Three high-profile Sundance 2014 films top the grosses for this week’s specialized openers. Comedy “The Trip to Italy” (IFC) and music drama “Frank” (Magnolia) fared best in theaters only–from distributors who often use day-and-date Video on Demand avenues. A third, zombie flick “Life After Beth” (A24), which has been viewable on Direct TV for the past month, opened soft in two prime bicoastal locations.
Over the past six weeks, 19 total films from Sundance have opened, with only two (“Boyhood” from IFC and “A Most Wanted Man” from Roadside Attractions) crossing over as box office breakouts that reached the Top Ten. (“Boyhood” reached that milestone this weekend.) Three other Sundance 2014 films, all documentaries — “Dinosaur 13,” “Captivated” and “Mr. X – A Vision of Leos Carax” — also opened Friday, but did not report grosses.
“The Trip to Italy” (IFC) – Criticwire: B+; Metacritic: 76; Festivals include: Sundance, Seattle 2014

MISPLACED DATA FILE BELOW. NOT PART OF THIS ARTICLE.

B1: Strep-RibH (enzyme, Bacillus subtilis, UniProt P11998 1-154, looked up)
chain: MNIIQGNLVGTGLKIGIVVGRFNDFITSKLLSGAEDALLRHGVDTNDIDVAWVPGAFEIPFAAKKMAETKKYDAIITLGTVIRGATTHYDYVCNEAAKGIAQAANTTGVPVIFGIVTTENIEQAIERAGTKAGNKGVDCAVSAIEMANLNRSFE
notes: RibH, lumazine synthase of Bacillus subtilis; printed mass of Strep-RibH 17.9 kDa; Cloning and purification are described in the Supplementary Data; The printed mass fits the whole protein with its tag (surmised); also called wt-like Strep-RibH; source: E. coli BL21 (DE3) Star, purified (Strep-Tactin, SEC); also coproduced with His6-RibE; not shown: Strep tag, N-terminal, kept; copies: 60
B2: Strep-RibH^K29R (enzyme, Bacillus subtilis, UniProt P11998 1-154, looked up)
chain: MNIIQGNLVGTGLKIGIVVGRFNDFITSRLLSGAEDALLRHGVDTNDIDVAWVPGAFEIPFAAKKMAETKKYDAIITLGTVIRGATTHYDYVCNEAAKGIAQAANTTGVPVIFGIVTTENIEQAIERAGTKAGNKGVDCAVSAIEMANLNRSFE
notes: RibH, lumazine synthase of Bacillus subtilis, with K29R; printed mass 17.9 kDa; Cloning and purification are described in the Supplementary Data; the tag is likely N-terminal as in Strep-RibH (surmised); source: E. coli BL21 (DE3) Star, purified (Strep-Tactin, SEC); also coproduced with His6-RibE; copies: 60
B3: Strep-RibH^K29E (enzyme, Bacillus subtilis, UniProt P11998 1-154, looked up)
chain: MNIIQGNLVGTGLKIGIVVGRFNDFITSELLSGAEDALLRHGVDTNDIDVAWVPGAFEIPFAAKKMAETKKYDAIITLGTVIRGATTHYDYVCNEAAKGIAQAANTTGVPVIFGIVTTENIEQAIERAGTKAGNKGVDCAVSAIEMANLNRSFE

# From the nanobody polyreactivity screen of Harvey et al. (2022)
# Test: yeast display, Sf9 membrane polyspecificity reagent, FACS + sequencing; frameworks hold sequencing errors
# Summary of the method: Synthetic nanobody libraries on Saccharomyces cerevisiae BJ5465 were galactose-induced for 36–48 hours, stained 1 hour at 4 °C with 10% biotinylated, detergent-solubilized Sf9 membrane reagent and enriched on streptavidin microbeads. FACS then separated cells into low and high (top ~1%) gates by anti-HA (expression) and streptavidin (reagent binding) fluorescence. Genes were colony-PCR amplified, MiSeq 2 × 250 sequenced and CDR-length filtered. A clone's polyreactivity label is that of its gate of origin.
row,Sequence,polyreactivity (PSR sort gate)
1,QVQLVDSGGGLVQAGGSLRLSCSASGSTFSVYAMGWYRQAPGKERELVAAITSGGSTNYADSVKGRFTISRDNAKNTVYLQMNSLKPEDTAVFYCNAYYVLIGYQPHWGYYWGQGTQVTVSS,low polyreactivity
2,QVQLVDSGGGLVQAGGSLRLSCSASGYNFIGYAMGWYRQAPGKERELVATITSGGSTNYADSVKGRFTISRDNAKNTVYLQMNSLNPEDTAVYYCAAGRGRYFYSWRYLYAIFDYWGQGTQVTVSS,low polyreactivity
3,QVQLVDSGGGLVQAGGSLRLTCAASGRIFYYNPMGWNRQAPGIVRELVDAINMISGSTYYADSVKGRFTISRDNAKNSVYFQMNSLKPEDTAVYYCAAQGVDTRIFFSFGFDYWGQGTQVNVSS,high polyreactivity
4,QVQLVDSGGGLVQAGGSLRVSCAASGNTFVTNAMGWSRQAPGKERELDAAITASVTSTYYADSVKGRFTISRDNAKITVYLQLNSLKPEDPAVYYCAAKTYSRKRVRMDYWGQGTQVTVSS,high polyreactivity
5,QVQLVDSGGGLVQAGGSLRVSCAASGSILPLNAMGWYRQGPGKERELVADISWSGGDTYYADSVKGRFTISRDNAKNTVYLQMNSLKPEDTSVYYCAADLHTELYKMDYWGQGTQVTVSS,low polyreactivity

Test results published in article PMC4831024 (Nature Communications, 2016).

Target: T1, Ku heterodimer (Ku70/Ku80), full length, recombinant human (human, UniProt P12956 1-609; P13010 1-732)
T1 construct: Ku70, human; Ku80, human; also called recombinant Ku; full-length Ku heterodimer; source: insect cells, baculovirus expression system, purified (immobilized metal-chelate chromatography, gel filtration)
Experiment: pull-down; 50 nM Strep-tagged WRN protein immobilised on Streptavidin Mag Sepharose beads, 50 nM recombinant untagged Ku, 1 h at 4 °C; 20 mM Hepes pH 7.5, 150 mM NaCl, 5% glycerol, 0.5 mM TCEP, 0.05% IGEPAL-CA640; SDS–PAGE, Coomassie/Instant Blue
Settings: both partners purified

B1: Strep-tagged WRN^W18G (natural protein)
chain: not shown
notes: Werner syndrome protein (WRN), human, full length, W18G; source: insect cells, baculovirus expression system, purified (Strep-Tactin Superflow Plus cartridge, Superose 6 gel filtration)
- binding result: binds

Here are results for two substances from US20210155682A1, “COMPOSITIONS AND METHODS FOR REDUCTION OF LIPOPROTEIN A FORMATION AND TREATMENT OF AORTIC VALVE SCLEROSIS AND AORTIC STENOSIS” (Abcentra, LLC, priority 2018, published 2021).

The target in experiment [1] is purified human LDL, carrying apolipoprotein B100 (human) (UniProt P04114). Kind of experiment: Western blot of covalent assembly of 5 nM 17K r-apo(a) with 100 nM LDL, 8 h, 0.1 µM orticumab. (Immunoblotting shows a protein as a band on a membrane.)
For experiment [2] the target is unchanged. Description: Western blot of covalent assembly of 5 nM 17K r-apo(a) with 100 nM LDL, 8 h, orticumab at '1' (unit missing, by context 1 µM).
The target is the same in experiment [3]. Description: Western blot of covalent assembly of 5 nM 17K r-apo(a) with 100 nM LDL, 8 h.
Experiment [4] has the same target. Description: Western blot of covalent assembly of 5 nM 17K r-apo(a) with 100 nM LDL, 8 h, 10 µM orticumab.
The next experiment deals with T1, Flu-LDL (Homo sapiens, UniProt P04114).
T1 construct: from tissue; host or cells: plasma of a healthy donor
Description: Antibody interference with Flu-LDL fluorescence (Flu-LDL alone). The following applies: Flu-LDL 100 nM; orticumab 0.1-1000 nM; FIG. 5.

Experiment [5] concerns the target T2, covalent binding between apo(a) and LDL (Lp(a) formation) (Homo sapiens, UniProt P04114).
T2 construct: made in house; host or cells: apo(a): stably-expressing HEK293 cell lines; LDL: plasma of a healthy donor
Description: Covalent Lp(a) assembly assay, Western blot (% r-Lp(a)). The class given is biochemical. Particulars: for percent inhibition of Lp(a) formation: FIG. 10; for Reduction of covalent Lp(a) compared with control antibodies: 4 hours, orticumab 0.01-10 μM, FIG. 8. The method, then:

$71,577 in 3 theaters; PSA (per screen average): $23,859
This is one of the best limited specialized openings of the summer. (Two of its three theaters are single screens, which lead to sellouts for some shows and a resulting lesser total.) More impressively, this second theatrical version of the hit British TV on-the-road show starring Steve Coogan grossed almost as much in three theaters as 2011’s “The Trip” did in six (which opened to just under $78,000). This isn’t surprising — Italy is more exotic and pleasing journey than rural England, plus the good reaction to that film helped spark interest. And it didn’t hurt that the trailer appeared with popular “Boyhood.”